Many businesses today are constantly under pressure on how to build and sustain their competitiveness in the marketplace. Therefore, there is an increasing need to identify the best ways or models to improve the quality, optimize the operation cost, and reduce go-to-market lead time. Immature business processes lead to inefficiency and delays, thus limiting a business’s ability to achieve the goals. Business Process Maturity Model can help us how to overcome these issues and Improve Business Processes.
Overview of Business Process Management Maturity Model (BPMM)
Such processes also reduce an organization’s ability to assess present and future risks. A Business Process Maturity Model (BPMM) serves as a platform for organizations to measure their BPM capabilities and achieve improvements through evaluation and comparison tools. A BPMM focuses on assessing the weaknesses and risks of fostering improvements and standardization.
Business Process Management (BPM) | Blog Series
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- Overview of Business Process Management Maturity Model (BPMM)
- Why we need the Business Process Maturity Model in Businesses?
- BPMM Implementation Approach
- Applying Business Process Maturity Model (BPMM)
- Other Considerations when Implementing the BPMM
Why we need the Business Process Maturity Model in Businesses?
A BPMM is essentially an analysis tool for Business Process Management that an organization uses to evaluate and assess the maturity of its processes and the governance around them. These tools enable an organization to constantly benchmark and self-assess the effectiveness of its processes to make sure they are managed in the most effective way possible.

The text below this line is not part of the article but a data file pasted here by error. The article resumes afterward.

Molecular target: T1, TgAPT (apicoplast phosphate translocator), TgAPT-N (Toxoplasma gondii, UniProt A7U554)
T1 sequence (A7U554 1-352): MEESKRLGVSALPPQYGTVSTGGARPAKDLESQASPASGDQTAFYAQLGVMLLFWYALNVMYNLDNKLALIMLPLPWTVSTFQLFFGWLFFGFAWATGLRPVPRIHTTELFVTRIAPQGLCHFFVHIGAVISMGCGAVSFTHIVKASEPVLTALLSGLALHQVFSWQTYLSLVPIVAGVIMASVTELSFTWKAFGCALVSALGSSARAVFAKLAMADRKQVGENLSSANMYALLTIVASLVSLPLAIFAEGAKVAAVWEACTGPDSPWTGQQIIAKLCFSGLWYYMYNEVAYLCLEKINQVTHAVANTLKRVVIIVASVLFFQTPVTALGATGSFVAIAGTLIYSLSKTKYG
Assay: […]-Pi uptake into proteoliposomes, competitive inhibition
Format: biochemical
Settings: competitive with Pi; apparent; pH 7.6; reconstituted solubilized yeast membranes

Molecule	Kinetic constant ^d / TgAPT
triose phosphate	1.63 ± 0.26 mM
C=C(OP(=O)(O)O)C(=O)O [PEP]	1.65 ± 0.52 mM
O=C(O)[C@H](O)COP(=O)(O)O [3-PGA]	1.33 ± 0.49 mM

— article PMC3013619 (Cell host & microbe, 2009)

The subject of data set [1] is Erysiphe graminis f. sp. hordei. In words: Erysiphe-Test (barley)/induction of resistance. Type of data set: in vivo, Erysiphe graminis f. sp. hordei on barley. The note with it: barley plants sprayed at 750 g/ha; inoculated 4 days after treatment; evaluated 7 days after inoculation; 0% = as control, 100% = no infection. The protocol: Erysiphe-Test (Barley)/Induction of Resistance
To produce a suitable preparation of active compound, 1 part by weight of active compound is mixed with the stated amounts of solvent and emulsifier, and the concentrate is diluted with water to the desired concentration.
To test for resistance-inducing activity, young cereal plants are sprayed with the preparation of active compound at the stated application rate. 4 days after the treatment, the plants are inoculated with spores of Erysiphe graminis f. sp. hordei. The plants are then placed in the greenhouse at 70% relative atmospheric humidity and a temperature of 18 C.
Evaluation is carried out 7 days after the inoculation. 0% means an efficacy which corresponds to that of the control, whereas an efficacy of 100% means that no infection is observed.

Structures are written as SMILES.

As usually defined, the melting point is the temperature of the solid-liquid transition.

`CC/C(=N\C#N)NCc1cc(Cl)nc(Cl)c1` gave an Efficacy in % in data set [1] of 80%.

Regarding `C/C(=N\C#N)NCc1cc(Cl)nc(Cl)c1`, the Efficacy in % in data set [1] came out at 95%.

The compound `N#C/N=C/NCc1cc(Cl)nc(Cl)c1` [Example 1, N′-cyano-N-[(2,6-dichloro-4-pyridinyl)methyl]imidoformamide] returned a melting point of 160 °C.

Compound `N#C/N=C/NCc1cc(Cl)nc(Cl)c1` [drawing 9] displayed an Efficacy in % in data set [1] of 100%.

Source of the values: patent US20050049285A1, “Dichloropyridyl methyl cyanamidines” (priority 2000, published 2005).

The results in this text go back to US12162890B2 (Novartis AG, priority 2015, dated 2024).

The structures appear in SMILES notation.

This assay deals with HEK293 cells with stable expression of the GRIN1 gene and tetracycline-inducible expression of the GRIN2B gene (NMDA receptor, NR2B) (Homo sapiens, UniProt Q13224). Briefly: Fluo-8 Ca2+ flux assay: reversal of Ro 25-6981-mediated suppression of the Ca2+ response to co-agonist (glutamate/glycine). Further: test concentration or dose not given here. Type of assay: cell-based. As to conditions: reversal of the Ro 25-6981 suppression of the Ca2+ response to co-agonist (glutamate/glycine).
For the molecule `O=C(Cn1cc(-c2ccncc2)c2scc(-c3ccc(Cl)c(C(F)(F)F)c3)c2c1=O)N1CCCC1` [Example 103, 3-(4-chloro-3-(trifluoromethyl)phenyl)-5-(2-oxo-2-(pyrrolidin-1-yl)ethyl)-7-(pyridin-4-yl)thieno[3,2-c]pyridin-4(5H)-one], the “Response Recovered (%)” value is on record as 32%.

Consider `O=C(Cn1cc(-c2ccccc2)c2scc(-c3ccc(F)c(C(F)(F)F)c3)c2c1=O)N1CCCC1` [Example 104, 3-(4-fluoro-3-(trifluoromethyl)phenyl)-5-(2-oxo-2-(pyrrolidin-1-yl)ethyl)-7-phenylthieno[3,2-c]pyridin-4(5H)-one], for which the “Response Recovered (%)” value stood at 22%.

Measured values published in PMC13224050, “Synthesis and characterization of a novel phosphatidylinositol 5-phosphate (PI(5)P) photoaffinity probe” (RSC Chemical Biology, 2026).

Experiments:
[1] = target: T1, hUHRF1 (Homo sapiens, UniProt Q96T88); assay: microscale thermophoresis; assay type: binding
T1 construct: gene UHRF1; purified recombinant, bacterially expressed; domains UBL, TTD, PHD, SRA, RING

Maturity models provide the means to grade and measure an enterprise and assess its current position with respect to the rest of the economic environment. They also supply the organization with a method for identifying and comparing the situation as it is today against the “desired” state. Given this, an organization can identify gaps in the current state against the desired position.
A BPMM can be described as an improvement route that is evolutionary. It enables the progression from an immature and inconsistent business process to a mature and regulated one.
As a process analyst, you will note that as an organization moves up the BPMM, each level becomes more specific and generates detailed recommendations that provide a stable foundation for moving to the next level.
The following are the fundamental principles that govern a BPMM for an organization:
- You can be evaluate the Attributes of a process to determine its capability to contribute to organizational objectives.